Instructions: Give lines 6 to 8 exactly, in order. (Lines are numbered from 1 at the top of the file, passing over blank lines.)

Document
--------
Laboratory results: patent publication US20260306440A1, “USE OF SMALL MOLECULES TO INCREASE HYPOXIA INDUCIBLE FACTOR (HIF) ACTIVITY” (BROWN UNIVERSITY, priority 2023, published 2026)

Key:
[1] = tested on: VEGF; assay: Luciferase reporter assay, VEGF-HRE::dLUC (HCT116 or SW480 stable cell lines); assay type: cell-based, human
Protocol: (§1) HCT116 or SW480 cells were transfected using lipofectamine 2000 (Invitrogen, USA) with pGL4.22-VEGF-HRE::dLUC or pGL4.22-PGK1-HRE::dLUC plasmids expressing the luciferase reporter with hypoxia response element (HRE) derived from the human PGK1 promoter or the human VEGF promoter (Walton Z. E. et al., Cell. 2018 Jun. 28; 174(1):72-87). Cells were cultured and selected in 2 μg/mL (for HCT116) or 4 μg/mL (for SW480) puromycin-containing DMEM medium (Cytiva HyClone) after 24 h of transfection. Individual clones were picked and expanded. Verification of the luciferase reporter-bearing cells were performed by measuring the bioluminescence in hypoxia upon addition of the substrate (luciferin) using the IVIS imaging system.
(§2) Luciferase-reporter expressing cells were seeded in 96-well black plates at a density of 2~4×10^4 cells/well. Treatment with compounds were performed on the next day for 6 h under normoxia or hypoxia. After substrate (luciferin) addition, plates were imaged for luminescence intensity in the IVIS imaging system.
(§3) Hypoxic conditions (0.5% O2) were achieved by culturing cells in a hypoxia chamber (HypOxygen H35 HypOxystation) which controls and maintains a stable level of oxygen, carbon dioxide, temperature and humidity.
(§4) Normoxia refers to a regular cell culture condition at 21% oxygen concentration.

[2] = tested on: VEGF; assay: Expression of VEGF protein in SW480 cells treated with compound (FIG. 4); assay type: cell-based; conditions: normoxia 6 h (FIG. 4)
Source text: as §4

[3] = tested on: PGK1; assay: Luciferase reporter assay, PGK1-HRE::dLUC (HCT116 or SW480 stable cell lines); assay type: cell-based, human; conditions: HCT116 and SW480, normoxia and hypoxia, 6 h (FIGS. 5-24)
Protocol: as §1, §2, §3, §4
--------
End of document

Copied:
(§3) Hypoxic conditions (0.5% O2) were achieved by culturing cells in a hypoxia chamber (HypOxygen H35 HypOxystation) which controls and maintains a stable level of oxygen, carbon dioxide, temperature and humidity.
(§4) Normoxia refers to a regular cell culture condition at 21% oxygen concentration.

[2] = tested on: VEGF; assay: Expression of VEGF protein in SW480 cells treated with compound (FIG. 4); assay type: cell-based; conditions: normoxia 6 h (FIG. 4)